The Morality of Compulsory Licensing as an Access to Medicines Tool

31 Pages Posted: 17 Jun 2018

See all articles by Margo A. Bagley

Margo A. Bagley

Emory University School of Law; University of Virginia School of Law

Date Written: May 31, 2018


Drug prices are soaring in rich and poor countries and are reducing access to medicines for many people who need them the most. Nevertheless, efforts by governments, activists, scholars, and others to reduce costs through mechanisms such as compulsory licenses routinely meet with censure at the hubris of even considering harm to the goose that lays the golden eggs of new medical breakthroughs and life-saving treatments, with such efforts often being labeled as “theft.”

This Article examines the biblical origins of theft rhetoric in relation to pharmaceutical patents and compulsory licenses. It explores the broad context of Judeo-Christian prohibitions on theft to provide a richer, more nuanced, and more accurate understanding of the appropriateness and wisdom of limits on pharmaceutical patents to enhance access to medicines in the United States and beyond. Using the biblical analogy of pe’ah, it allows us to begin to reframe the compulsory licensing discussion and ask who is really “stealing” from whom.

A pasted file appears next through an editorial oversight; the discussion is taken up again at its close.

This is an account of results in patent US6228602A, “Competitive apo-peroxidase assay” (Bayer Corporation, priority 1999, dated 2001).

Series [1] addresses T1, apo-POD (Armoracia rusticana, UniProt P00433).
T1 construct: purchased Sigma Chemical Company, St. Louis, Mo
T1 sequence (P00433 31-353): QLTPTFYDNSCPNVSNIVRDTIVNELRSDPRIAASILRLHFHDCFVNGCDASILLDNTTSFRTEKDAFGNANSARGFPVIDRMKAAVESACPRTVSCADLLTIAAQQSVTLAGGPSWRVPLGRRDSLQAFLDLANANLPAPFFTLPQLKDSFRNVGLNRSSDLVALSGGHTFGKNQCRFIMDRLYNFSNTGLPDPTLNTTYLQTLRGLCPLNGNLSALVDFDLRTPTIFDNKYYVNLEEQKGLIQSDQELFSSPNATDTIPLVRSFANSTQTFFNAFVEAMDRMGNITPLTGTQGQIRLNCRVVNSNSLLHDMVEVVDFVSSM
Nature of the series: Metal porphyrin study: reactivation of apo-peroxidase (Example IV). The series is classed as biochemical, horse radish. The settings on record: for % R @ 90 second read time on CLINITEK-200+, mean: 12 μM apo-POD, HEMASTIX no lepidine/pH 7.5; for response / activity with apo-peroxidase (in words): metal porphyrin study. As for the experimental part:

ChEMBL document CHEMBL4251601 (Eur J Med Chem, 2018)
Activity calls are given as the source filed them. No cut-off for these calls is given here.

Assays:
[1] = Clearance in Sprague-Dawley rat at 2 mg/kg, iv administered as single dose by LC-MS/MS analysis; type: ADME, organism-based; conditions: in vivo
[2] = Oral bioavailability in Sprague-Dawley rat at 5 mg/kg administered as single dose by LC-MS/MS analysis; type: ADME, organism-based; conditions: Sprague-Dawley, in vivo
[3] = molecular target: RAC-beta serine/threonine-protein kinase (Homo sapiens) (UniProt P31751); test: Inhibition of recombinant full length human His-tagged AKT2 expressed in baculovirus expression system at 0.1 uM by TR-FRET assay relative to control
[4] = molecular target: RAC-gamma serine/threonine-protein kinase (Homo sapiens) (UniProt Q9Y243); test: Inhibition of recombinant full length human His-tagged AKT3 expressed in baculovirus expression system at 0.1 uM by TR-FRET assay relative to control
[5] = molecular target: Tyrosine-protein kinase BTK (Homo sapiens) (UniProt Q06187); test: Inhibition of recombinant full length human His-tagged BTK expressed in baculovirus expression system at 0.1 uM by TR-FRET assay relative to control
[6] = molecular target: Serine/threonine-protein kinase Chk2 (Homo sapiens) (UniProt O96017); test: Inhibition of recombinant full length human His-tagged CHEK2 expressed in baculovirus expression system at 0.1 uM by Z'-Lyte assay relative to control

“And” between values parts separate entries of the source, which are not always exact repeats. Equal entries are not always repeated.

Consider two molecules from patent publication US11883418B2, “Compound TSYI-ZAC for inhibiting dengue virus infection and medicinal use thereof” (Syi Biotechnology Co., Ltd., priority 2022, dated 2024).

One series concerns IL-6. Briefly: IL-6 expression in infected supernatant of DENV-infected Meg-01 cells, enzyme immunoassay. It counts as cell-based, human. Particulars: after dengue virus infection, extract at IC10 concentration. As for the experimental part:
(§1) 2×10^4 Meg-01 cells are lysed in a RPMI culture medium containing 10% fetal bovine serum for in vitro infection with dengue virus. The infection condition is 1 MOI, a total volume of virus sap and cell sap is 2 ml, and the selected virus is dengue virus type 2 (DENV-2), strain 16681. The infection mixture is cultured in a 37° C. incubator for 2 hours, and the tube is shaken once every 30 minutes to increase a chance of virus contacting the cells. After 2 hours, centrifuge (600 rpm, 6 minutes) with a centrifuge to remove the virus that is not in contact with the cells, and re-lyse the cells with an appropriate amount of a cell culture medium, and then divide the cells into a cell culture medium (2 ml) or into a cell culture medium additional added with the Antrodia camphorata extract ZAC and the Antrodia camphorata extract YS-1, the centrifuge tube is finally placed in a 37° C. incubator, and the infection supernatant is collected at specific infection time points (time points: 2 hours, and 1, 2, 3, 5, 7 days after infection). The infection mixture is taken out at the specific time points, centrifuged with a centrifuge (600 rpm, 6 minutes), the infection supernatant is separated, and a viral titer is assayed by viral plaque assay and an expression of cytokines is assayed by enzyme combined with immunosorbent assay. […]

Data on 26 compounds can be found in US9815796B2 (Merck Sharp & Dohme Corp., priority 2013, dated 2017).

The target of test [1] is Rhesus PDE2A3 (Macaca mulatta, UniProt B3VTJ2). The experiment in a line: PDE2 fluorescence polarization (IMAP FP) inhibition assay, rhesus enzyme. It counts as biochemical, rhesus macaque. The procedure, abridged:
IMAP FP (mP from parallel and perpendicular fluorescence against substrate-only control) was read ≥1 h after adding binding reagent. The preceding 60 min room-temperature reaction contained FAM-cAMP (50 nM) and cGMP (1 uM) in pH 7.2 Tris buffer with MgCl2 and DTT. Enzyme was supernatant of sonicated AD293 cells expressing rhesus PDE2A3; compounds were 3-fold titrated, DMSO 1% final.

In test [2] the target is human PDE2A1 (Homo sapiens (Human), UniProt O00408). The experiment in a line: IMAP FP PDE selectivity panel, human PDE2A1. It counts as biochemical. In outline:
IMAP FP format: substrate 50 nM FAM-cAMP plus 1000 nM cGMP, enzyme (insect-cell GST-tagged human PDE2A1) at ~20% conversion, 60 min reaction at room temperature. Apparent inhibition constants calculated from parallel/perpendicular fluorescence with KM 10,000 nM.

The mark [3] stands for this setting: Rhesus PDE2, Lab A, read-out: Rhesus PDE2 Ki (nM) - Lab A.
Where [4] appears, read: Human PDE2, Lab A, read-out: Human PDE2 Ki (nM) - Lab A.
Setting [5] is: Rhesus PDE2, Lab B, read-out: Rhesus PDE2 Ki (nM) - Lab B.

Keywords: compulsory licenses, access to medicines, commandments, Judeo-Christian, pharmaceuticals, patents

Suggested Citation

Bagley, Margo A., The Morality of Compulsory Licensing as an Access to Medicines Tool (May 31, 2018). Minnesota Law Review, Forthcoming; Emory Legal Studies Research Paper. Available at SSRN:

Margo A. Bagley (Contact Author)

Emory University School of Law ( email )

1301 Clifton Road
Atlanta, GA 30322
United States
404-727-8293 (Phone)
404-727-6820 (Fax)

University of Virginia School of Law ( email )

580 Massie Road
Charlottesville, VA 22903
United States

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